If you hate crow’s-feet (or love RoboCop), man, have we got news for you: The new Dr. Dennis Gross Skincare SpectraLite EyeCare Pro shines collagen-boosting red and amber LED lights around your eyes and between your brows — and makes you look like a cyborg. “We know that red light can reduce inflammation in the skin and kick-start the creation of new collagen; amber light helps skin rejuvenate, but not as much as red,” says Alster. “It should take about a month or two to see crow’s- feet and ‘eleven’ lines begin to reduce.” The directions say you can keep your eyes open while wearing the glasses, but our tester had to find a different time to catch up on The Crown. “The light is really bright — when I turned them on, my dog ran away from me,” she says. (For a more detailed test drive, read the full review.)
It’s a small wand that emits red LEDs and radio frequency. Shine it on the skin around your eyes for three minutes, five days a week, and after two months “you might see a modest amount of skin tightening,” says Geronemus. (His assessment is in line with what the company says you can expect.) Our tester noticed her crow’s-feet softening after about a month. But again, the device was too bright for her to keep her eyes open while using it.
The Skin Tightener
Newa Skin Care System
The claim: This handheld wand firms skin using radio frequency (a.k.a. controlled heat). Use it on wrinkles up to five times a week for four minutes on each area that you want to target — it vibrates when it’s time to shut it off. You’ll see fewer wrinkles (in a month) and firmer skin (in two months).
The test drive: “Immediately after every treatment, my skin looked smoother and plumped up,” our tester says. “After four weeks, it felt firmer and looked smoother overall — but not Botox smooth.” She found it wonderfully mindless to glide the device in circular motions around her face, which meant she could easily use it while shooting off emails (albeit with one hand). “The electrodes just feel warm,” she says. “If 1 is room temperature and 10 is curling-iron hot, it’s a 4.”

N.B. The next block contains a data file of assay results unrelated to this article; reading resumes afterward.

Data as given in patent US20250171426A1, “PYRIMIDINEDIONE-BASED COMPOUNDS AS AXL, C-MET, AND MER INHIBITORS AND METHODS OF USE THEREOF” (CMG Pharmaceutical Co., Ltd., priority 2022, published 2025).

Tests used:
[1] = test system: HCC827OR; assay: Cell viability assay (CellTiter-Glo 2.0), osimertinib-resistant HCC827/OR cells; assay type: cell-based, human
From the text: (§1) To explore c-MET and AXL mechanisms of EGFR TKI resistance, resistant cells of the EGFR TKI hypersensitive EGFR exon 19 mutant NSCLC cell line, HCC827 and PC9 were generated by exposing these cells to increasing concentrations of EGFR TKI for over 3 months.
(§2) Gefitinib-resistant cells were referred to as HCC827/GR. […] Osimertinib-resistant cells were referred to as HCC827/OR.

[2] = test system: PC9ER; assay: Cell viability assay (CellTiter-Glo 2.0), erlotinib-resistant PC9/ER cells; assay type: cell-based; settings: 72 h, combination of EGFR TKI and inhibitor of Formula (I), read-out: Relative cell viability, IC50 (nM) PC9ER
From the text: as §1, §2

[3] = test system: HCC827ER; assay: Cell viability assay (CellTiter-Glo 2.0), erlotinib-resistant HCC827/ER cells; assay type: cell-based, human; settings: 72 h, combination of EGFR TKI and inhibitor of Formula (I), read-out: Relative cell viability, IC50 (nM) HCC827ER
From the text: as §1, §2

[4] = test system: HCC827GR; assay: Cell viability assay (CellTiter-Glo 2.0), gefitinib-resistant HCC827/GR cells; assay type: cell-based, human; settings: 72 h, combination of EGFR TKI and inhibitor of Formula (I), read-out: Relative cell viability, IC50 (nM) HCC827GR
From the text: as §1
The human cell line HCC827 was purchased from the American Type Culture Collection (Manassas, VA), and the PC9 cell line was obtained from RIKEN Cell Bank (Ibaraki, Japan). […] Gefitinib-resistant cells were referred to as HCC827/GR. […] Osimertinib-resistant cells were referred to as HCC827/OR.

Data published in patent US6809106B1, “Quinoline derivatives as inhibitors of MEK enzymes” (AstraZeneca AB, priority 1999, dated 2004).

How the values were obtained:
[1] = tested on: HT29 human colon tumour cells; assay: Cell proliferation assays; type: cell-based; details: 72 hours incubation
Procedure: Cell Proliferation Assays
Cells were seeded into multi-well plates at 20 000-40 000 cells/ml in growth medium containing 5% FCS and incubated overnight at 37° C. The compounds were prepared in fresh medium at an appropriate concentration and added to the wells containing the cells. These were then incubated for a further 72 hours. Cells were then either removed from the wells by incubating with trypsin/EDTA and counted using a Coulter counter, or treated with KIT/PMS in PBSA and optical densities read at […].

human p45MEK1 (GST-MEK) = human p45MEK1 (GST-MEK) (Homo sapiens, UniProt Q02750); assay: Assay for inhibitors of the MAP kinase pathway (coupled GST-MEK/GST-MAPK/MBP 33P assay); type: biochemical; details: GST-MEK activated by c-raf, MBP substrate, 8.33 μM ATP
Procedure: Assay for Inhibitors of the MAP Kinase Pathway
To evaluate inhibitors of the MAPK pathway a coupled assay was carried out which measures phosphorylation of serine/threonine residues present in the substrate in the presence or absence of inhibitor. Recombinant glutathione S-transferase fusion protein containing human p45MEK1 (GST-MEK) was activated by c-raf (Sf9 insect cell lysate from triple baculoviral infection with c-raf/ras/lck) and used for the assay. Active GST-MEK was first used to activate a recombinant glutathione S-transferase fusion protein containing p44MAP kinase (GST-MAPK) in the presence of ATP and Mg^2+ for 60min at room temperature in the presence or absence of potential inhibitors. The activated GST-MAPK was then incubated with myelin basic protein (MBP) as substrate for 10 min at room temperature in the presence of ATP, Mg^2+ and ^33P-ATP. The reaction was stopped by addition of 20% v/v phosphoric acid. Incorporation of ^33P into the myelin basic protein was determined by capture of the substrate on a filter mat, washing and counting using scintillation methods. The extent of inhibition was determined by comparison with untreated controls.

The expert opinion: “Radio-frequency energy is the gold standard to contract collagen fibers and stimulate new collagen in a medical office,” says Alster. At-home radio-frequency devices use less energy, but if you stick with one, it’ll deliver enough heat over time (at least two months of regular use) to rival in-office skin-firming results. “When I used it, I saw some immediate tightening, though that’s possibly from mild tissue swelling,” says Alster. “I think this is really good for people with a small amount of laxity in the cheeks and jawline.”
The Face Lifter
Clarisonic Smart Profile Uplift Firming Massage Head
The claim: If you pop the cleansing brush off of your Clarisonic Smart Profile device and pop on this triangular, rubbery attachment, it will harness the device’s vibrations to help creams and serums penetrate and firm skin. You should use it for three minutes on your face, neck, and décolletage twice a day for brighter skin (after 1 week) and a tightening effect (after 12).
The test drive: Right off the bat, our tester noticed a firmer jawline for a few hours after each use. “I would apply a rich moisturizer first, which helped the applicator glide along my skin without tugging,” she says. Still, its triangular shape meant it hugged best along the jaw; the flatter surfaces of the forehead and cheeks were a bit harder to maneuver along. The main downside? “The thing sounds like a really loud vibrator,” she says. “When my in-laws were visiting, it was awkward. I felt like I had to give them a heads up on exactly what I was doing before I retired to the bedroom and turned it on.” (For a more detailed test drive, see the massager in action in our digital deputy beauty director’s review.)
The expert opinion: Facial massage is semi-legit. “Mechanical stimulation can increase muscle contraction and give a temporary lifting effect that lasts several hours,” says Sadick. But that’s about it. “Massage has never been shown to increase penetration of skin care,” he says. “That’s a myth.”